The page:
A sculpture design that seems to show a jumble of fragments, but when viewed from two specific locations reveals hidden words.
This Project: A Design in Crystal
This project is for an innovative new form of sculpture, where etched fragments into a block of crystal reveal two different words or shapes from different views. The words are composed of straight lines in a 3D "cloud" of pieces, where only certain angles show the hidden forms.
It may not look it, but these three photos are of the same object
These images show a crystal that reads "form" from one side and "function" from another, using an old design and made as a test piece. My dream with this Kickstarter, though, is to make a new design that could go to hundreds of people! If you like these sculptures and want to support them, please consider backing my project. If you can't do that but like what you see, send me a message anyway; it's my first time designing for a public audience, and kind words would mean a lot.
Even though the crystals are cut by lasers, they're still designed by a real person (me!), and all of the design is done by hand using pencil and paper.
I came up with the sculpture idea when I was still in high school, and I've built a few different pieces using this method. The designs are done almost entirely on paper, with a scientific calculator or a spreadsheet for some of the harder math.
My second sculpture, Work and Play
Before now, these sculptures have always been big - a few cubic feet at least - because it's simply easier to build. They were handmade out of metal, wood, or plastic, and were "tuned" by eye to line everything up.
Angel and Devil
The form/function design shown in the crystal above was commissioned by Northwestern University in 2005 to be designed and built for the Ford Design Center on campus. (A special thanks to Northwestern University and Professor Ed Colgate for their amazing support!)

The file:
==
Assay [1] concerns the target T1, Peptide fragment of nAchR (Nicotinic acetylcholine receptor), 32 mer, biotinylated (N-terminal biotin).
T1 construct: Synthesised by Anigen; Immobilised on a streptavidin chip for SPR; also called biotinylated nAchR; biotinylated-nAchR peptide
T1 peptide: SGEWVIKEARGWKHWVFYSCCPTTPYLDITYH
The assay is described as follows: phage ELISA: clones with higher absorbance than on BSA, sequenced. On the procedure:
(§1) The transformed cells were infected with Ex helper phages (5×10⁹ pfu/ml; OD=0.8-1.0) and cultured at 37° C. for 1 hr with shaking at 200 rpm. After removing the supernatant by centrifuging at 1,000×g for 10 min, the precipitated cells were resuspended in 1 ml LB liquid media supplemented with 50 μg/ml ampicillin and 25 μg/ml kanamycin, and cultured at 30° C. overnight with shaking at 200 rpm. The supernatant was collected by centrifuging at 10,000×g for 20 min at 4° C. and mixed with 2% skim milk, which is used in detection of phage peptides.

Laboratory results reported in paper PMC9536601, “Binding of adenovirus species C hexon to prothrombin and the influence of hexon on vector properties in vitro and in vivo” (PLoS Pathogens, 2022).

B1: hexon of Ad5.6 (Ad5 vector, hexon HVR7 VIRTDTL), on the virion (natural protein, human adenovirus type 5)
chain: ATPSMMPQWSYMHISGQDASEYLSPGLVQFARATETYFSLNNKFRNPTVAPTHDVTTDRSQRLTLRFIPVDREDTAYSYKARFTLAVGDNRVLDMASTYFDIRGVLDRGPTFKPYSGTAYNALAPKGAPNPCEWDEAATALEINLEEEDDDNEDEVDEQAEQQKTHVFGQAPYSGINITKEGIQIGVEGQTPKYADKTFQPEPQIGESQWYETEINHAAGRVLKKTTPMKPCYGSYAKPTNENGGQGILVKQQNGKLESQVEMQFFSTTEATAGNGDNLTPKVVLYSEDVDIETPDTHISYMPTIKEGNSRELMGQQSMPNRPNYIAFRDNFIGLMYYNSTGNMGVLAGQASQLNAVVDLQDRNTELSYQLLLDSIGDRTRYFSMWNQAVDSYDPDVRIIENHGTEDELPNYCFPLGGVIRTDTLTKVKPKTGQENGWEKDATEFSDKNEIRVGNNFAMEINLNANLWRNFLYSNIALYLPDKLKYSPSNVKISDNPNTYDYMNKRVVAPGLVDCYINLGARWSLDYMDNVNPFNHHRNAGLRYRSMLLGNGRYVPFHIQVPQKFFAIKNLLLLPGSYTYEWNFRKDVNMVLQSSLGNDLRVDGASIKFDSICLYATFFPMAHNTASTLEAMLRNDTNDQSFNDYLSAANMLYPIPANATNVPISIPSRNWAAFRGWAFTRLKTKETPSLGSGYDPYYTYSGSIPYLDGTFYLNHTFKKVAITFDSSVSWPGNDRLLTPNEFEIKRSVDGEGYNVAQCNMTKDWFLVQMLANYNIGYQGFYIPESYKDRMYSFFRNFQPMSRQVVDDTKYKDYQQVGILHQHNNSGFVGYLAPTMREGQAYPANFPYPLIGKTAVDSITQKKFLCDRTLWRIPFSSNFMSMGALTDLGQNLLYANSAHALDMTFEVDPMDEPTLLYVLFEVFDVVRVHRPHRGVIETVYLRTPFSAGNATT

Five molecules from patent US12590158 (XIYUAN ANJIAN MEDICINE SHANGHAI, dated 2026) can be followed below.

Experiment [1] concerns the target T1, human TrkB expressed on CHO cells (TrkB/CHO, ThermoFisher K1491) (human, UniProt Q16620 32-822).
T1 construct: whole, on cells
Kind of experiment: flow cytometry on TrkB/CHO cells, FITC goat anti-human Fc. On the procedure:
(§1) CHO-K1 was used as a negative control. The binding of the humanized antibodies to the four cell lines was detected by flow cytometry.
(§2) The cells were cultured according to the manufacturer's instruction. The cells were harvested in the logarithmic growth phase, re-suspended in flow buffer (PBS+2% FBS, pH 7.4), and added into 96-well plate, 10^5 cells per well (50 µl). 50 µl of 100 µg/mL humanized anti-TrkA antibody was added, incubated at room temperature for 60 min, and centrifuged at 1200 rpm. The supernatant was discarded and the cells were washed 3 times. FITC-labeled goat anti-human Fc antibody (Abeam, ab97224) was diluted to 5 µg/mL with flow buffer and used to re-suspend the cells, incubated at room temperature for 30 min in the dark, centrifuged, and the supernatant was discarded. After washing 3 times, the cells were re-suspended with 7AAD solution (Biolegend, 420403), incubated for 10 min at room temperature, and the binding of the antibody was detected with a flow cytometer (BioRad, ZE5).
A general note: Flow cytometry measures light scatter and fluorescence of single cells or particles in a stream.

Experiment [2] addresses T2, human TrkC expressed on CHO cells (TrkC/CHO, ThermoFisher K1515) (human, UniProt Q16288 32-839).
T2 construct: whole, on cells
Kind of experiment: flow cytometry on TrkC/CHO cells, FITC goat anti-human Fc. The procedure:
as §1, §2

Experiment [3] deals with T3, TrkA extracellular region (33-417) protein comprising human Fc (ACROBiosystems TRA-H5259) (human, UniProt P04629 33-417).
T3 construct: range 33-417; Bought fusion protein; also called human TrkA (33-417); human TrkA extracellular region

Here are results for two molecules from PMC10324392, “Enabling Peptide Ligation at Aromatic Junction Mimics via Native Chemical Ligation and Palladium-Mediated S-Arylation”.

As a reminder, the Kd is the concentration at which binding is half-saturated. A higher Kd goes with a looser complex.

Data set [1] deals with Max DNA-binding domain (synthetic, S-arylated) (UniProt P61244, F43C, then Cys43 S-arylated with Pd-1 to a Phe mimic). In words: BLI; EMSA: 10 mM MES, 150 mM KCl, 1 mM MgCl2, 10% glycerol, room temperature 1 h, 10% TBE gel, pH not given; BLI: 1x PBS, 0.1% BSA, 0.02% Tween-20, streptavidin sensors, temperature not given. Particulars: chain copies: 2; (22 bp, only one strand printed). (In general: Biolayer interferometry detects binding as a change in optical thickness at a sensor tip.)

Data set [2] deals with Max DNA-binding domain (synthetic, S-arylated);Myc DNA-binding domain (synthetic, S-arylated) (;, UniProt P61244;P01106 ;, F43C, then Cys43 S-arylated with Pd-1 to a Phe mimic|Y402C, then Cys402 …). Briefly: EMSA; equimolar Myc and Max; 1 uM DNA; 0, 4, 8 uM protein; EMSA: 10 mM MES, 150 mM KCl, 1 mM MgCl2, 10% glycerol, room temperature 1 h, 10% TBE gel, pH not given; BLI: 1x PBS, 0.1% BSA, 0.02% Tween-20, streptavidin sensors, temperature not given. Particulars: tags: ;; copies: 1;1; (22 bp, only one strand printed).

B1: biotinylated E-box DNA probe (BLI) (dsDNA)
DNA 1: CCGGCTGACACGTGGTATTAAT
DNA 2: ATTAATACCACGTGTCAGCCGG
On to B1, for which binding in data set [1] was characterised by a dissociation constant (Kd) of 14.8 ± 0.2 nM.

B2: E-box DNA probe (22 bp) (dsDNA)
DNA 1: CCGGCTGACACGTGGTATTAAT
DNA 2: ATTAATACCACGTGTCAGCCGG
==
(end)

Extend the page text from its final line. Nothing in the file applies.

Because we live in a three-dimensional universe, three images are the maximum number you can have where every piece of the sculpture is used in all views. If you took away that restriction, you could have a nearly infinite number of images, but the sculpture would work very differently. I do two images because the mathematics needed get exponentially more challenging, and some of the tricks I use to make it clearer don't work with three images.
That design was made for the Segal Design Institute at Northwestern University, so I don't want to produce copies without speaking with them first. I'll update this page if that design becomes available.
I'm not sure yet! Past designs have been opposites (heaven/hell, work/play, good/evil, angel/devil, etc.) but I want to try and be a little more clever here. If this is a big determinant in whether or not you want to pledge, I'll try and finalize on a design at least a week before the Kickstarter ends, so you can check back to decide then. I promise you I'll work hard to make it generally well-liked!